Well, there's some parallels right like Howard Stern, moving to XM. What does it Sirius Sirius when used to be XM, right, XM Sirius or Sirius XM Satellite Radio, whenever the kids call it and I imagine I don't have any research on this would be interesting to look up. But I imagine his, his audience dropped dramatically. But it was still a win for him because he got his truckloads of money. And it's still a win for Sirius because they were drawing in enough people of his fan base. Again, it might have been a small percentage of his fan base, but enough to justify what they were paying him in new subscriptions. So I'm sure everyone at Spotify and the Joe Rogan team are smart enough to have worked all these numbers through and it's going to be a win for them. What I think that we need to think about as independent podcasters is what does this mean for independent podcasters? Is this a good thing or a bad thing? As Spotify gets more clout and more exclusive content or dominance in the podcasting space, they also start to have a lot of control and power. One thing that independent podcasters don't see that much that we do see as a host is the number of like Showtime takedowns that we get from Spotify every single week. And so right now, if you produce a podcast, use a host like Buzzsprout. To put it out, there are dozens and dozens of great podcast apps that you can distribute your content to. If you get booted or banned from any one of those, like the smaller third party independent ones, it's not that big of a hit, because your content is still widely available in these lots of other places. Obviously, it's a big hit right now, if you were to get booted or bumped from Apple podcasts because they were the dominant podcast, distribution app and consumption app. But Apple podcasts does not do take downs like Spotify has been doing takedowns Spotify has been much more aggressive in curating the content that they'll allow on their platform. Apple has been very passive. And the same with like Google podcasts and stuff very passive, not very aggressive. Spotify seems to have shown early on that they are going to be heavy handed in how they curate and manage the podcasts and the content that are distributed on their platform, which is a scary combination with how quickly they are becoming a very powerful player in the podcasting industry. So they're buying a lot of content, and pushing a lot of people into podcast content for the reasons that you guys mentioned earlier. Like the, the licensing fees on it are much lower. So they make a lot more money, the more time people spend on their platform, listening to podcast content versus music. And they're just investing a ton of money and growing the podcasting side of their business and now moving into the video side as well. But it becomes scary, right? Because if they don't like what you're talking about, they can kick you off your platform. So if you build your whole audience around what Spotify is doing, there's a huge risk there, right like that you could get I mean, and in the YouTube world, they call it like D monetized, but Spotify is not really monetizing anybody yet. They just will boot you and so that's That's concerning.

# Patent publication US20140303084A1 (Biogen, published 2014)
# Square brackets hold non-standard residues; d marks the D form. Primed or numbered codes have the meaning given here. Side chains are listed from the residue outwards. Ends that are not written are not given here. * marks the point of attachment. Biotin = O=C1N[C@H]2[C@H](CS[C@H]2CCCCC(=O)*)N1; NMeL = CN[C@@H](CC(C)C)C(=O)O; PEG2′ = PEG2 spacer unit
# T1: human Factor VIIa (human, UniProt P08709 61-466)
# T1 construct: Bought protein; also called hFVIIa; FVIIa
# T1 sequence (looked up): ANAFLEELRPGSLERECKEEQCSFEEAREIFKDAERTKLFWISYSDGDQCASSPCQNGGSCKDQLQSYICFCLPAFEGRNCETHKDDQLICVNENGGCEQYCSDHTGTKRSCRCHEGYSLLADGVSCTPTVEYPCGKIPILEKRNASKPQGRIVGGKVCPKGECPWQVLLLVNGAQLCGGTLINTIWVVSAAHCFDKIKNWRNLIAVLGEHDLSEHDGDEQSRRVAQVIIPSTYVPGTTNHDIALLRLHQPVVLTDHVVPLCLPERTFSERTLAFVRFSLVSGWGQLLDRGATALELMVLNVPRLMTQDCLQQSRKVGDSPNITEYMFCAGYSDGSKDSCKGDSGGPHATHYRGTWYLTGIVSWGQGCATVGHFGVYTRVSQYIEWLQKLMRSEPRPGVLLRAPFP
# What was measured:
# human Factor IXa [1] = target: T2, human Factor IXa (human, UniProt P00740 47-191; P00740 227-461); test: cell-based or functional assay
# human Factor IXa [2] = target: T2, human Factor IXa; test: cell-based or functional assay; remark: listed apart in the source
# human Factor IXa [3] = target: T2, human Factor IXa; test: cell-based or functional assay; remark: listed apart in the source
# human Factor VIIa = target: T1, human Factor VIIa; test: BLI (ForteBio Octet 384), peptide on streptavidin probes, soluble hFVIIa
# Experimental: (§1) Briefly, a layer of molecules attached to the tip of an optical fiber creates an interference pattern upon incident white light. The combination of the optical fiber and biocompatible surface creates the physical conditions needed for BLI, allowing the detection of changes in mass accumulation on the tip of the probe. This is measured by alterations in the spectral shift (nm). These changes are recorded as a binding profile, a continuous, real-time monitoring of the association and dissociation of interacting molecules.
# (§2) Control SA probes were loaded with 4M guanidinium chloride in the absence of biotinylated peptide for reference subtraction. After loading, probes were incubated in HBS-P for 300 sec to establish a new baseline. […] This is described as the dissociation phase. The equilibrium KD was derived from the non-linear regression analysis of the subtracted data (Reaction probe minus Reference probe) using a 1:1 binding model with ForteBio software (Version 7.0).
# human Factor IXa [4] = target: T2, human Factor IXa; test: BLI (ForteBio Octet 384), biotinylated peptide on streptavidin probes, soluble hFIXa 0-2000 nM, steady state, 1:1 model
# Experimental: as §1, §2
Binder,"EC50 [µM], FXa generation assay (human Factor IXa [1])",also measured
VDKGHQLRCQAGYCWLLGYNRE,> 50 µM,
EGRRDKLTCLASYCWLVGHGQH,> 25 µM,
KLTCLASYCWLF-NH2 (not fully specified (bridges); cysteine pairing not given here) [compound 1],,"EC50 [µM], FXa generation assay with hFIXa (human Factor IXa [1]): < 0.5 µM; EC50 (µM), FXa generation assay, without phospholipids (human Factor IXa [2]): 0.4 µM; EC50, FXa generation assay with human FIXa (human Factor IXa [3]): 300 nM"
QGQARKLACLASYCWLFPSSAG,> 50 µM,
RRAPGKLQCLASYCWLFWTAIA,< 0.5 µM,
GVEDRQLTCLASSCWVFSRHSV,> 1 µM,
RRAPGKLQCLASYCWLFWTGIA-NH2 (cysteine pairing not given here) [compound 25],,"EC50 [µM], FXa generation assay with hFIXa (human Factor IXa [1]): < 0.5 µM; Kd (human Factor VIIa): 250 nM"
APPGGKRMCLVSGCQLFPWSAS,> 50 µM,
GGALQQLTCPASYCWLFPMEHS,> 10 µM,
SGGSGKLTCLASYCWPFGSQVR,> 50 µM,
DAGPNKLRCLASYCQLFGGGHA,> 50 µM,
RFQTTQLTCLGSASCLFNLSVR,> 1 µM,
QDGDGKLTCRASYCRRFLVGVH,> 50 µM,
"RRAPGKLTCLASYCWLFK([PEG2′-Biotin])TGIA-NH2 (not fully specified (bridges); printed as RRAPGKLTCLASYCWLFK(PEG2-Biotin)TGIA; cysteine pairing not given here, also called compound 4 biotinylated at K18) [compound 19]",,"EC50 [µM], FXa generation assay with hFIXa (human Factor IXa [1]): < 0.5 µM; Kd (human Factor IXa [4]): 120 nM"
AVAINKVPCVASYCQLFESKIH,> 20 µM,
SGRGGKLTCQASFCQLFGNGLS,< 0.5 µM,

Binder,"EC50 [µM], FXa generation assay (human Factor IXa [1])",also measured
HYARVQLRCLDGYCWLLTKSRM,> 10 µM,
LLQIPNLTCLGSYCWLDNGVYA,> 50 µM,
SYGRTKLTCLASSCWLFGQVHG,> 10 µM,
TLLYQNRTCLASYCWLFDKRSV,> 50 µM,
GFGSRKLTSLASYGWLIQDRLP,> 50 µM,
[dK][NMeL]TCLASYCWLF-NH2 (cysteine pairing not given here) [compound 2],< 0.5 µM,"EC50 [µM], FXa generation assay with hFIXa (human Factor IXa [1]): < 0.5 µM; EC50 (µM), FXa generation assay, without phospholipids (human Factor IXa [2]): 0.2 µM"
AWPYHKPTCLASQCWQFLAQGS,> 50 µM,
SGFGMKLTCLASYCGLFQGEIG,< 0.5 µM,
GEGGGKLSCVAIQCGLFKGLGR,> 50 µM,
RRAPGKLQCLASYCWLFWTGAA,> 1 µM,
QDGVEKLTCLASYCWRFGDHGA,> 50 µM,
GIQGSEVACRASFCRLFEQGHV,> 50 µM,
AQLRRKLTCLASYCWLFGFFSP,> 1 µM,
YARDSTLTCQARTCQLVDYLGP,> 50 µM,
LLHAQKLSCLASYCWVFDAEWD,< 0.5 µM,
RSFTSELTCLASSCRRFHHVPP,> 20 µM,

16:01  Alban
Yeah. And beyond, like some sort of censorship concerns. There's also when there is a platform, and it's YouTube is the platform for video online. Everything runs through the lens of is this good for YouTube? And so when it's, hey, do we serve up tons of ads in front of the videos? The only thing they're really thinking through is, is this good for YouTube? They're not saying, Hey, is PewDiePie happy with me serving up these ads this way? They're even their top creators. They're not. That's not who they're stressed out about. They're stressed out about YouTube. And if we consolidate the entire podcasting industry into a platform, then the podcasting industry is subservient to that platform. It serves the interests of that platform. And so Spotify will be able to make decisions that are not based on Hey, how do we keep a vibrant ecosystem of you know, different business models in different ways for people to make money in different ways for the industry to grow and develop, they're going to go well, what right now makes the most sense for Spotify. You know, you just think of how much diversity there is, in written content online. It's just built on top of the web browser and HTTP, how different that is, from something like YouTube, or social media that are built for platforms and for their interests.